SEATTLE — As wildfires burn homes and thousands of square miles across the West, fire experts say simple actions like clearing brush around a home or removing pine needles from decks could make the difference in whether a house survives or burns to the ground.
Fire science research over the last decade has produced strategies that can help reduce a home's chances of igniting, and fire officials are trying to spread the word in fire-prone areas that these little things are hugely important.
"It hard to provide 100 percent guarantee on anything, but there are a number of things homeowners can do — and a lot of them are small but also important," said Steve Quarles, a senior scientist with the nonprofit Florida-based Insurance Institute for Business & Home Safety.
Whether a home makes it through a fire often depends on what is or is not in the zone surrounding it, known as defensible space, as well as the design and materials used in home construction, Quarles said.
Property owners can reduce their risk of wildfire damage by choosing metal roofs over wood shake roofs, for example, keeping flammable materials such as firewood piles away from the home, spacing trees farther apart and by clearing brush from nearby roads.
Increasingly, homeowners and communities are seeing the benefits of such strategies, and they're joining voluntary programs such as the National Fire Protection Association's Firewise Communities.
"Interest is growing as people understand that they actually have a role to play," said Lucian Deaton, senior program manager for Firewise, which is partly paid for by the U.S. Forest Service.
More than 1,000 communities in 41 states are recognized as "firewise" because they're taking steps to prepare their homes from wildfire risks.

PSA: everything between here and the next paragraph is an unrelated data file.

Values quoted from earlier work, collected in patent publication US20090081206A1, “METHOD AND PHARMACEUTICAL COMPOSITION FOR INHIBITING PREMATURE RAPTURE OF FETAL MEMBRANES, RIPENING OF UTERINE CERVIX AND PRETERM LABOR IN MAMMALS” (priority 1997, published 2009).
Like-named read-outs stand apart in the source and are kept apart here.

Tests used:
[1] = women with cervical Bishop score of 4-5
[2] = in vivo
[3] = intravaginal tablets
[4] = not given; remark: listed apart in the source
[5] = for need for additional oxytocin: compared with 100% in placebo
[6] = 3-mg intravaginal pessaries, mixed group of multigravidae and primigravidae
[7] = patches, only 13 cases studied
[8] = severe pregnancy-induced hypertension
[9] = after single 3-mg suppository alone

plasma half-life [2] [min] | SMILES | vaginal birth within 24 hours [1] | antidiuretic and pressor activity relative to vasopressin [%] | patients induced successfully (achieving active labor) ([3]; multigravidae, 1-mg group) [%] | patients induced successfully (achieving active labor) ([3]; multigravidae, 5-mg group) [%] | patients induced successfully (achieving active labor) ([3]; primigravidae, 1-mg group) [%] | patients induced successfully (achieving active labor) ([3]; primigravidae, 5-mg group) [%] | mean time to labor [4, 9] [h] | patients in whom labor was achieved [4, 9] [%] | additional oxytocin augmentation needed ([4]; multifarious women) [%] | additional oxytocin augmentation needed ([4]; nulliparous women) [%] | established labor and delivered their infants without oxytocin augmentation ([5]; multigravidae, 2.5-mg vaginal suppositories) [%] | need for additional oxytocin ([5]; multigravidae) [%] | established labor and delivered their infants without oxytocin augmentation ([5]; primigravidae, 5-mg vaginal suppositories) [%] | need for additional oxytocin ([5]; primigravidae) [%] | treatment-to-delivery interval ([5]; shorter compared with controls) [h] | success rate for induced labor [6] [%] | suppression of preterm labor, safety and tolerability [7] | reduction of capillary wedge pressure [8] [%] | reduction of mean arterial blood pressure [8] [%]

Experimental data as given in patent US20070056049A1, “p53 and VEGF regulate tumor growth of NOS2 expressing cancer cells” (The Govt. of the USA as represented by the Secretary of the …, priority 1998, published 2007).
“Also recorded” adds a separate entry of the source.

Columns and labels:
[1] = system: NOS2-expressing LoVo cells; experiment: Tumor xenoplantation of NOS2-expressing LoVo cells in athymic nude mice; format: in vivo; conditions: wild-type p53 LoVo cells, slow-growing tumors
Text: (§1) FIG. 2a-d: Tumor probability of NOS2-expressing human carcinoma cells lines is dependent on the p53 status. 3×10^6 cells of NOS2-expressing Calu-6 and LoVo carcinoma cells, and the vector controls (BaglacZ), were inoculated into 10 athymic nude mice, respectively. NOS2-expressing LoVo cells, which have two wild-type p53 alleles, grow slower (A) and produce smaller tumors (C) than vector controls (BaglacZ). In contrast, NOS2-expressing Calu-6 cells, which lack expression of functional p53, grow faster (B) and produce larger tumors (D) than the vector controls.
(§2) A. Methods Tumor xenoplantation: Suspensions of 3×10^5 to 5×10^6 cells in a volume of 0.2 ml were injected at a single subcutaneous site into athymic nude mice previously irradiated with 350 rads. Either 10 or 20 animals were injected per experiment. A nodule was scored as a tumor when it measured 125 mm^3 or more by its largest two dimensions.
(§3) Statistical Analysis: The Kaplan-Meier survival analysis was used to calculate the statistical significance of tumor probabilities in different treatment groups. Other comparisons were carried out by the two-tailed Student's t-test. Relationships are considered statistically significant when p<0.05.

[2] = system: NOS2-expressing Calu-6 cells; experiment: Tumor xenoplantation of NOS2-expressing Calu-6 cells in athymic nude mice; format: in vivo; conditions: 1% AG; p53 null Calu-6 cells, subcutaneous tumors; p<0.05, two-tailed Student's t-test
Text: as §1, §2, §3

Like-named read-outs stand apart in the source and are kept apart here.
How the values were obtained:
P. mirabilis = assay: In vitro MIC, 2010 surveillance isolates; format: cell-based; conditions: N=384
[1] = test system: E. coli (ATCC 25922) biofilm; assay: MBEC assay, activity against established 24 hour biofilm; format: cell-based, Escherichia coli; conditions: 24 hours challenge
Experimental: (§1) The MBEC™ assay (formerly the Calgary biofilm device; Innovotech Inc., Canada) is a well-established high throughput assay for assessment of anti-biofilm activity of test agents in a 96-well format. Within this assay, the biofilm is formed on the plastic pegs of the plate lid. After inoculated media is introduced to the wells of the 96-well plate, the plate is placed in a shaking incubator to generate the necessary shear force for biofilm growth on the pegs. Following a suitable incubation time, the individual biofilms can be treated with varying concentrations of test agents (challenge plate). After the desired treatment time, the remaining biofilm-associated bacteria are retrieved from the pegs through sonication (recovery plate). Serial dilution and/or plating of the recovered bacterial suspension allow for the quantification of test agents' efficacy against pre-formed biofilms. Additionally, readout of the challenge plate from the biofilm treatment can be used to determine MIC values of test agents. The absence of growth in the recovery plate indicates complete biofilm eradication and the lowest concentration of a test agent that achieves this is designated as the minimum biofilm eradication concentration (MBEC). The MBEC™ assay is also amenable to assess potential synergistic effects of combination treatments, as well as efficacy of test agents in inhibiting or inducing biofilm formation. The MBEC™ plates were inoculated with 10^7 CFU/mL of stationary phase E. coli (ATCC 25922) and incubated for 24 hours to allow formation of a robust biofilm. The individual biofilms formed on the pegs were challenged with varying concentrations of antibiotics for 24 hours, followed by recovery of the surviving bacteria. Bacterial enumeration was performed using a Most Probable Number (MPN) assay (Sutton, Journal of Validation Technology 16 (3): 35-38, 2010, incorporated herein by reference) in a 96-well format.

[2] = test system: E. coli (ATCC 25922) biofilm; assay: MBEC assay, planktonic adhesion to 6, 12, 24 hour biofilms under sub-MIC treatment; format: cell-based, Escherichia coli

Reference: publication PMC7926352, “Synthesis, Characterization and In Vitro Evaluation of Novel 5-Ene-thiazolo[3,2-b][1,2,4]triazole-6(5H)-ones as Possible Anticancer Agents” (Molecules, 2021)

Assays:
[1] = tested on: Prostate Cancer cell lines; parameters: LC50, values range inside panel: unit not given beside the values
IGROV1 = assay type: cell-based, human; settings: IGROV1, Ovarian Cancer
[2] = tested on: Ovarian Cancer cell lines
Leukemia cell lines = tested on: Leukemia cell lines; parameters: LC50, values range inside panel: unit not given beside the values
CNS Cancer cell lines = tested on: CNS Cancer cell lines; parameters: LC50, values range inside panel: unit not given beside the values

Still, that represents a small fraction of the estimated 72,000 communities located in wildfire-prone areas.
Experts say that's because some people don't fully understand wildfire risks, or they don't think it will happen to them. Others only live part-time in second homes in fire country, while some are independent and don't want more regulations or intrusion.
Some governments, however, are incorporating wildfire-prevention strategies into building codes, including the state of California, Washoe County, Nevada, Flagstaff, Arizona, and Yakima County, Washington. But such regulations can be controversial, so voluntary measures are often seen as more effective in getting people involved in preparing for potential wildfires.
In Washington, wildfires so far have destroyed more than 300 homes, scorched nearly 600 square miles and cost more than $160 million in firefighting costs.
The cost of fighting just one fire — the largest burning in north-central Washington — has already surpassed the state's $19 million annual budget for fire suppression, said Mary Verner, deputy supervisor for resource protection and administration with the Department of Natural Resources. Fire suppression for that fire is estimated at $87 million, which will be split by local, state and federal agencies.
In July, as that wildfire raged near their forested home south of Okanogan, Peggy and Noble Kelly fled and hoped for the best.
Returning to assess the damage two days later, the couple was relieved but not surprised to find that their home and outbuildings had been spared. Flames burned within 50 feet of their home.
The couple credited firefighters, luck and proactive steps they had taken to reduce wildfire risk: clearing brush, thinning trees, keeping their grass low, constructing a metal roof and choosing a rock garden rather than other vegetation near their deck.
The fire was so intense that some homes probably wouldn't have been spared, Peggy Kelly said, but being proactive helped "save our home. The work we had done allowed firefighters to defend our place from the fire.
"If I protect my place, my neighbors' place is also protected," said Kelly, whose Chiliwist Valley community joined the Firewise program last year. "And if he protects his, eventually the whole community may be protected."
That doesn't necessarily mean a wildfire won't hit, but it does help, she and others said.
Kirsten Cook, who has been helping homeowners evaluate wildfire risks, said there's a sense of urgency after this year's devastating fires. More than 50 people showed up at a workshop in Mazama on Saturday, and nearly two dozen households signed up for evaluation.
"It's about resilience because we live in a wildfire landscape," said Cook, education and outreach coordinator with the Okanogan Conservation District. "It's going to happen. It's not a matter of if, it's when."